Interviewed about his “prophecy” of Souta Fujii’s success, Shirow Shiratori, Ryuuou’s author, said that he had never imagined such a shogi boom to happen. He also admitted it troubled him a bit that “the reality has become a lot more interesting than fiction”, since a lot of people are reading novels to discover a more interesting development than what reality has to offer.

Shiratori’s answer was the new character he introduced in the sixth volume of Ryuuou no Oshigoto!: Sota Kunugi. An 11-year old boy who is a Honorary Group member just like Ginko, Sota is a child prodigy who is said to be the closest to become the first elementary school pro in history. Under his cute facade, Sota is a cold and calculating player whose cunning is on an unbelievable level for an elementary school kid. His fearsome playstyle which resembles a computer program was enough to incite Ginko’s fear.


Sota’s computer-like playstyle is yet another tribute to Fujii. According to an article released by Asahi Shinbun, Fujii had become a lot stronger not because of a human mentor, but through training by using artificial intelligence. This method has made Fujii’s moves a lot more offensive ever since, prioritizing on finding the fastest way to check the opponent instead of setting up a defense.

Artificial intelligence has been a topic of great debate in competitive board games like chess, and shogi is no exception. Previously frowned upon as a tool for cheating (which was also the root of the 29th Ryuuou tournament controversy, in which the challenger Hiroyuki Miura was falsely accused of using computer program to cheat), AI has become a part of shogi research as more and more professional players emerge by using AI as a tool for improvement.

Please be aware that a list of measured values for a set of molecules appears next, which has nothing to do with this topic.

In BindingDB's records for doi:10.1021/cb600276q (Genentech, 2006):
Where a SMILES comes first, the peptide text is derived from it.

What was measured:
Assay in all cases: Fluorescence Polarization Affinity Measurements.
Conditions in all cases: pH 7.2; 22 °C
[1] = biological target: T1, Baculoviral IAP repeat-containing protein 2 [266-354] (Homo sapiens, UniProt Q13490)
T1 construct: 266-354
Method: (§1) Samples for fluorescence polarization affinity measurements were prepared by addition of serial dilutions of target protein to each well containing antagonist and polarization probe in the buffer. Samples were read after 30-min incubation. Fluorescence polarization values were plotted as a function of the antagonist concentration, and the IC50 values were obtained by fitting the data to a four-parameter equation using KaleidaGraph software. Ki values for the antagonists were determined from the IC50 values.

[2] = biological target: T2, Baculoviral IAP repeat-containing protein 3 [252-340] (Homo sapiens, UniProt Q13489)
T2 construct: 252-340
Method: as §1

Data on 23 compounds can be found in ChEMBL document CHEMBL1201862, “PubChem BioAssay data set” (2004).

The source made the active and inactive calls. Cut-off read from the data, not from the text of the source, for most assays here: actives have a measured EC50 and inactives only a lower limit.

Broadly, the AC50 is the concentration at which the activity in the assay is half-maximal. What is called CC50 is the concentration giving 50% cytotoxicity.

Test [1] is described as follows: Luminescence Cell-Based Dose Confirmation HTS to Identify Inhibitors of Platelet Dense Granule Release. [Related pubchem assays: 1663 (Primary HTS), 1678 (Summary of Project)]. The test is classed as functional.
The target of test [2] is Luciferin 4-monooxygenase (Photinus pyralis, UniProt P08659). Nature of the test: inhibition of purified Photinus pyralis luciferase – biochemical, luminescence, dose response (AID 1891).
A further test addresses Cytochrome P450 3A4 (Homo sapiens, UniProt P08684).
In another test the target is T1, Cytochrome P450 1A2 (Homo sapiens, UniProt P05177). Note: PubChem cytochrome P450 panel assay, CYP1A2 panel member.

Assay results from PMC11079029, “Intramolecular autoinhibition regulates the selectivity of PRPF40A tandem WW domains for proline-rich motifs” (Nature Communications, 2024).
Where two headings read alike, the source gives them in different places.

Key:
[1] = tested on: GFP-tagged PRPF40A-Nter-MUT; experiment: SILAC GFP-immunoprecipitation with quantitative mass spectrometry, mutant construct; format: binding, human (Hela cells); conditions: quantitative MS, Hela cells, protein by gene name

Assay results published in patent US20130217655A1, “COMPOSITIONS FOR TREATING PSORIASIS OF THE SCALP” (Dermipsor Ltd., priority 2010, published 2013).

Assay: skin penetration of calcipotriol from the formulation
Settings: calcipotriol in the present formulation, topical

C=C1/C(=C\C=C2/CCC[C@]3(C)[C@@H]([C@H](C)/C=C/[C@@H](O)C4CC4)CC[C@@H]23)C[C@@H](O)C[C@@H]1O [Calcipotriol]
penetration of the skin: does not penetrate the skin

As if to catch up with that, Ryuuou no Oshigoto! introduced yet another character who mirrors this advancement. Yo Okito, the Teii (lit. “throne”; a fictional title) title holder, is a player known as “the first man who lost to computer shogi” in the story. After doing a lot of shogi research with a shogi software, Yo became a lot stronger and proved to be a strong adversary for the current Gyokushou, Mitsuru Oishi.


Sota Fujii’s tremendous feat is certainly the perfect stimulus for the world of professional shogi to reach its next step of evolution. And as shogi keeps evolving, it’s going to be another homework for fictional works like Ryuuou no Oshigoto!. How far can we go from here? What else are we going to see? After all, it’s the limitless possibilities and unforeseen developments that can make our blood boil with excitement, no matter if it’s a truth or fiction.

Talking about developments, Fujii’s most recent victory against the current Meijin Amahiko Sato on January 12 is going to pit him against Yoshiharu Habu for the semifinal of Asahi Cup Shogi Open Tournament. This will be the two’s first confrontation in an official match, which will definitely be the start of yet another great year for shogi.

And so, to close this post, have a smiling Char.


5 thoughts on “Sota Fujii, Ryuuou no Oshigoto!, and the New Age of Shogi